If the Democrats learned anything from the 2002 election, it’s that in 2004 they won’t beat George Bush with another Bill Clinton. Americans don’t want the San Francisco Democrats leading them now. It’s war, stupid, and anyone who doesn’t get it won’t win. This year even Georgia’s Max Cleland — who lost his legs fighting in Vietnam — was beaten because he stuck to the SFD’s line that union jobs were more important than homeland security. Looking ahead is pretty easy. Alone among the still-gathering gaggle of dwarves, Massachusetts Senator John Kerry stands alone as combat veteran. President Bush’s experience as a Texas Air National Guard pilot pales in comparison to Kerry’s service, for which he received not only a Silver Star, but a Bronze Star and three Purple Hearts as well. You can’t say that he hasn’t been there and done that.
But Kerry’s military record isn’t enough to win the hearts and minds of our professional military. They have a profound distrust of Kerry and it’s not because he’s a pure-as-Ivory-soap liberal. (His ACLU and NARAL ratings are exactly the same as those of Teddy Kennedy, Babs Boxer and Oregon’s Ron “the Whiner” Wyden. People for the American Way — Norman Lear’s hyper-lib group — says he voted their way on 11 of the 12 issues they care about.) The reason for the military’s distrust of Kerry is his positively Clintonian contempt for them.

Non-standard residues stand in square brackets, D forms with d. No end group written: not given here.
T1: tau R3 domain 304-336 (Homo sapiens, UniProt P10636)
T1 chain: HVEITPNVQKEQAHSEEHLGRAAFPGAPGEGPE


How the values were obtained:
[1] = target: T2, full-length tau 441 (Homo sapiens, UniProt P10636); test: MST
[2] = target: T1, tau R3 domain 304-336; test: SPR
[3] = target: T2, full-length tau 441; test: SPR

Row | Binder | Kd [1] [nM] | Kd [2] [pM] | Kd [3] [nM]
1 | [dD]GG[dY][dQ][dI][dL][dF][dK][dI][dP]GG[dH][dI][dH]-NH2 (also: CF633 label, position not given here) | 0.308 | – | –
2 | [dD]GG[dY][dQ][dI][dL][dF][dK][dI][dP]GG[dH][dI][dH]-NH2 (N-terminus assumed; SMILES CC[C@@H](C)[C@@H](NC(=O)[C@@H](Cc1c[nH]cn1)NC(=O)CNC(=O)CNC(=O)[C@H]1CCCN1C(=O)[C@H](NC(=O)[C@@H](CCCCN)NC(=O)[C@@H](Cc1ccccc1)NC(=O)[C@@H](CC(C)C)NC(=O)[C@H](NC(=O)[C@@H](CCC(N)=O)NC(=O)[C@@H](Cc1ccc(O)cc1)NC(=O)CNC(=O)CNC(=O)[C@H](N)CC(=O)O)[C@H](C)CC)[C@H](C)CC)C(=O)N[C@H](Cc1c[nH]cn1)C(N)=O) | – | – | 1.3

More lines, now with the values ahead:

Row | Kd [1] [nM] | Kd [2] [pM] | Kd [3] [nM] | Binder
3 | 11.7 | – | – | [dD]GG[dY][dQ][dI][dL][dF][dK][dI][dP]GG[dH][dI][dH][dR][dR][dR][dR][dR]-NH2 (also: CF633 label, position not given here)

After serving with distinction in Vietnam, Kerry soon left the Navy and joined the Vietnam Veterans Against the War. Kerry testified in a highly-publicized Senate hearing on 23 April 1971, when the war was still going hot and heavy, and long before Vietnam released the American prisoners of war it admitted holding. Kerry’s Senate appearance made him a public figure and was the foundation on which he has built political success. In it, Kerry eloquently condemned America’s military for what he called “war crimes committed in Southeast Asia.” He said these were “not isolated incidents, but crimes committed on a day-to-day basis with the full awareness of officers at all levels of command.”
He condemned American soldiers not only for war crimes, but for racism, and condemned his country for that and more:
We rationalized destroying villages in order to save them. We saw America lose her sense of morality as she accepted very coolly a My Lai and refused to give up the image of American soldiers who hand out chocolate bars and chewing gum. We learned the meaning of free fire zones, shooting anything that moves, and we watched while America placed a cheapness on the lives of Orientals…We fought using weapons against those people which I do not believe this country would dream of using were we fighting in the European theater…
It is part and parcel of everything we are trying as human beings to communicate to the people of this country — the question of racism that is rampant in the military…the hypocrisy in our taking umbrage at the Geneva Conventions and using that as justification for a continuation of this war when we are more guilty than any other body of violations of those Geneva Conventions…
In those days, Kerry was a supporter of the “People’s Peace Treaty.” One of its provisions would have set a firm date for U.S. withdrawal, and only after that date was set would negotiations begin for release of our POWs. In short, Kerry would have given up any ability we had to pressure the North Vietnamese to release the POWs.